What is System Viability?

One of the principal aims of the COBRA project is to investigate and disseminate strategies that indigenous communities are using to manage their natural resources and survive within increasingly challenging circumstances. The framework that is used to evaluate these strategies is called the system viability approach. What is this approach?

What is a system?

A “system” is a term that people commonly use to describe a collection of components that are perceived to work together in order to achieve something. For example, an “ecosystem” is a collection of plant and animal species that interact within a particular environment in a way that sustains their existence over time. Similarly, a system can be a community, where specific interaction between individuals create the conditions for meeting everybody’s needs while providing a sense of common identity.

The purpose of a system viability assessment is that it allows us to understand, evaluate and monitor whether a particular system of interest is viable or not.

Using indicators

Indicators are used to describe the information needed to evaluate the state of the systems of interest. When a person with a serious illness enters the hospital, he or she will be subject to a sequence of basic tests to check the temperature, breathing, pulse and weight- to-height ratio. These indicators will give the doctor immediate information on the person’s viability. Further checks are then required to identify the ill-health cause, according to a series of models, attributing symptoms to diseases. A good indicator alerts you to a problem before changes become irreversible and helps you recognise the areas to focus on in order to maintain a healthy, viable system.

System orientors

The indicators used to assess system viability are divided into six categories, or ‘orientors’. These are: existence, resistance, flexibility, adaptability, ideal performance, and coexistence. Each of these orientors are in direct response to particular environmental conditions the system may find itself in:

A balanced system

Every system must therefore have characteristics that can cope with these six distinct environmental conditions. It is clear that characteristics required for coping with one condition may not be appropriate for others. Thus, a key aspect of the systems viability approach is that it recognises that the healthy survival of any system at any scale requires attention to the six essential system orientors listed in the table above.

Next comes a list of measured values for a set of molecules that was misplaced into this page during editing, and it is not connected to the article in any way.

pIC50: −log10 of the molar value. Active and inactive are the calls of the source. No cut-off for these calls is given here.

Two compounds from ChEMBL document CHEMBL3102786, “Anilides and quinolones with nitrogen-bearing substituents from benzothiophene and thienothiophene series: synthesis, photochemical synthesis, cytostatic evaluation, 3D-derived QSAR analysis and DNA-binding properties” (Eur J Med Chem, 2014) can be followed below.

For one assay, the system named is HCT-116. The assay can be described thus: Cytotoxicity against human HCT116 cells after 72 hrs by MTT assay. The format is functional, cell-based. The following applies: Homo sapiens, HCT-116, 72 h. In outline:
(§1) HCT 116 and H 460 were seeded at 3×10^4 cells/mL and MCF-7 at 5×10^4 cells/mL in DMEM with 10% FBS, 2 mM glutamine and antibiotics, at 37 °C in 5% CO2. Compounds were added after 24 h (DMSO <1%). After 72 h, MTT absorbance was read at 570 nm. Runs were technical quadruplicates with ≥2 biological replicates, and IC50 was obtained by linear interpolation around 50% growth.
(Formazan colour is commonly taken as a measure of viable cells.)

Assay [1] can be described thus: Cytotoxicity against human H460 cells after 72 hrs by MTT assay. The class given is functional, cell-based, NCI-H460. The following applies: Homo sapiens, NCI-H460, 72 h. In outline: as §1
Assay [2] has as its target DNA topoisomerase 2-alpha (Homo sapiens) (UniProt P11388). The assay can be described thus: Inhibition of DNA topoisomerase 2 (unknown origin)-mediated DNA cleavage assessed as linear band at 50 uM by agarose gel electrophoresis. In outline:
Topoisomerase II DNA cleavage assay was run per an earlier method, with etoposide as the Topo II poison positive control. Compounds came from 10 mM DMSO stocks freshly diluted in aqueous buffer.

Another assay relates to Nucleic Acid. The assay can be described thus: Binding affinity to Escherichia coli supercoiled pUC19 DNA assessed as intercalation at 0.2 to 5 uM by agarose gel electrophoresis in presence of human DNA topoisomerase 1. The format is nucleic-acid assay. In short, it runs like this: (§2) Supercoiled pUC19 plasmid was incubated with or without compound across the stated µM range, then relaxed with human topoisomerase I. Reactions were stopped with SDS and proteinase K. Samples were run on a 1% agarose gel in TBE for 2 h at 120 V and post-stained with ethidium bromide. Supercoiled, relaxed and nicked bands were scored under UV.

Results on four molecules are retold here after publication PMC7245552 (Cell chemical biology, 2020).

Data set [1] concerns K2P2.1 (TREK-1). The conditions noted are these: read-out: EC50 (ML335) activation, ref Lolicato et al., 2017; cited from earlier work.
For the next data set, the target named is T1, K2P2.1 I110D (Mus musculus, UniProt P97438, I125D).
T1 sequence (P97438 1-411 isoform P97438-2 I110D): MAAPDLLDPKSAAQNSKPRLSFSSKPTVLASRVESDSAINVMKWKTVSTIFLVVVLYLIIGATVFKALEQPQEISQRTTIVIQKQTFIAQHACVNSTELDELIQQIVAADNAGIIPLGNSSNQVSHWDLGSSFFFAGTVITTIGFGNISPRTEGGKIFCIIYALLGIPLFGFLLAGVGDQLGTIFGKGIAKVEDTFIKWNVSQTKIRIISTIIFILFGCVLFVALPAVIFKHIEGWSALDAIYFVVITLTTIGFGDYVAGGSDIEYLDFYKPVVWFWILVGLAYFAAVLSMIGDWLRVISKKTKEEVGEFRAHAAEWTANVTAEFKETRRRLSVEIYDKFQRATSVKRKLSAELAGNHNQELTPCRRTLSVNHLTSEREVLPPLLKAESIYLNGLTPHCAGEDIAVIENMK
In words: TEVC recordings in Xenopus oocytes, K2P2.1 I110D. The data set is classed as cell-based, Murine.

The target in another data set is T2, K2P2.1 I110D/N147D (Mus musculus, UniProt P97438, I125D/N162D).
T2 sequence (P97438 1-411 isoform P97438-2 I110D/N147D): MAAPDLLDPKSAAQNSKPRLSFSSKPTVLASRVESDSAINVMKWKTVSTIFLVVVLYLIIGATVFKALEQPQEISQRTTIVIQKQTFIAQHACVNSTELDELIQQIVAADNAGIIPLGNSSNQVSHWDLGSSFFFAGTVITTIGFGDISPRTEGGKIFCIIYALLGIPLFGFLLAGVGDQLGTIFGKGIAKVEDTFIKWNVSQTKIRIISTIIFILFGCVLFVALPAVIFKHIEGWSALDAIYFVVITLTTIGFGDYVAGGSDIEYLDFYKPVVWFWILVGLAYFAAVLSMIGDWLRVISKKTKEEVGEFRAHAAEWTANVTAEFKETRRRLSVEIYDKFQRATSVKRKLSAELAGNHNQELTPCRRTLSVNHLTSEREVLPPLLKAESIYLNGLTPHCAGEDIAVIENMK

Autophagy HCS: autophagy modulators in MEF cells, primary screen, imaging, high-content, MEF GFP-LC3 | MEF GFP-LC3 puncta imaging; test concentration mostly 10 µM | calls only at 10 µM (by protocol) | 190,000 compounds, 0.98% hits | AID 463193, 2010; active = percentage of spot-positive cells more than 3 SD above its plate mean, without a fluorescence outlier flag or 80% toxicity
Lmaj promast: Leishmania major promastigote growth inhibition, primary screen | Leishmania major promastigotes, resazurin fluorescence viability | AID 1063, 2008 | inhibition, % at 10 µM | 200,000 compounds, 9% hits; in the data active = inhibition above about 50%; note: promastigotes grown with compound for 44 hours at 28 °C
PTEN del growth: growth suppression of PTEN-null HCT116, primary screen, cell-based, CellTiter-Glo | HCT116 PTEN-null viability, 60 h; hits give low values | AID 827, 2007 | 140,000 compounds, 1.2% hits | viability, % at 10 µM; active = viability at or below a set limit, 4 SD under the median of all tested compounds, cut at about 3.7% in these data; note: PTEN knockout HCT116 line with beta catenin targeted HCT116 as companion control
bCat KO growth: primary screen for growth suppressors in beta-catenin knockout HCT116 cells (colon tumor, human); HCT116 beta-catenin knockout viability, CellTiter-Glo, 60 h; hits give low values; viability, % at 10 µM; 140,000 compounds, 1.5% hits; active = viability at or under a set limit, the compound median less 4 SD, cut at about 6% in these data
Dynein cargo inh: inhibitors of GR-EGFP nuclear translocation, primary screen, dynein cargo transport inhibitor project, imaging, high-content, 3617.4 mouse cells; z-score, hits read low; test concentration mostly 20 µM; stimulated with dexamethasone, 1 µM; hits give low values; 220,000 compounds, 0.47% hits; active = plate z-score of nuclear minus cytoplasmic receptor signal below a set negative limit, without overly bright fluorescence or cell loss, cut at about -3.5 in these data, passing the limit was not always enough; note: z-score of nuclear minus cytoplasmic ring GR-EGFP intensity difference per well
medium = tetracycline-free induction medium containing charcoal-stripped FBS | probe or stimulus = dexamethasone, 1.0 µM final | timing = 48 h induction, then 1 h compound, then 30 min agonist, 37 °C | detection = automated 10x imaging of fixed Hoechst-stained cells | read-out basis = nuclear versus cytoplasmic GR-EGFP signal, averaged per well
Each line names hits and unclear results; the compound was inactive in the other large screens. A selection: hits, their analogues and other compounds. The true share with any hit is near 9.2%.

In many cases, there are tensions between these system orientors. One can visualise this as the orientors pulling the system in six different directions. For example, in some cases securing resources for basic existence means that there are less resources for dealing with other systems within the environment. Optimising a system so that it can perform ideally with limited resources can reduce a system’s flexibility to make the best use of an environment with high variety. Resisting change can take away resources from the system’s ability to evolve into a different form.

Nested systems

The power of the systems viability approach is that one can carry out an analysis at different scales of nested systems. For example, we could investigate the viability of a community, the region within which the community is situated, the state within which the region is situated, and the international context within which the state is situated. In effect, a system becomes the environment for any subsystem nested within it. Sometimes, the system provides a stable environment for its subsistence. At other times, it can significantly limit resources, create high environmental variety, be extremely variable, or change the environment altogether.

Within each of the community, regional, national and international scales there are social systems that are working very hard to secure resources to maintain viability of structures and processes at that particular scale. However, it is also possible that each system level could be undermining the viability of systems at lower and/or higher scales.

Indigenous solutions in the Guiana Shield

The systems we are particularly interested in within Project COBRA are two indigenous communities: Tumucumaque, Brazil, and North Rupununi, Guyana. In COBRA, one of the challenges is to identify indicators of community viability, and how these are being affected by what is happening at higher scales of organisation (regional, national and international). In particular, we are focusing on the effect of financial mechanisms that distribute funds for protecting ecosystem services. These funds are being made available at the international level and we are particularly keen to analyse how these are working their way through various scales of organisation and how these will ultimately affect the viability of indigenous communities.

In particular, indigenous partners in the Guiana Shield are using a system viability approach to provide information on the best practices supporting the survival of their particular communities as represented through the six orientors. We will then see how initiatives at other scales are having an impact on these best practices. The table attached provides an example of indicators which have been used to assess the viability of the family.

Through visual methods

In order to do this in an accessible way, indigenous partners are recording examples of these indicators using video and photographs which are then uploaded on the project’s Media Gate. The goal is to disseminate their solutions to other communities, to policymakers and civil society organisations and, ultimately, encourage more people to look into indigenous solutions for ideas on the sustainable management of natural resources.


QUICK DOWNLOAD: Check out the English version of the COBRA Handbook for Practitioners.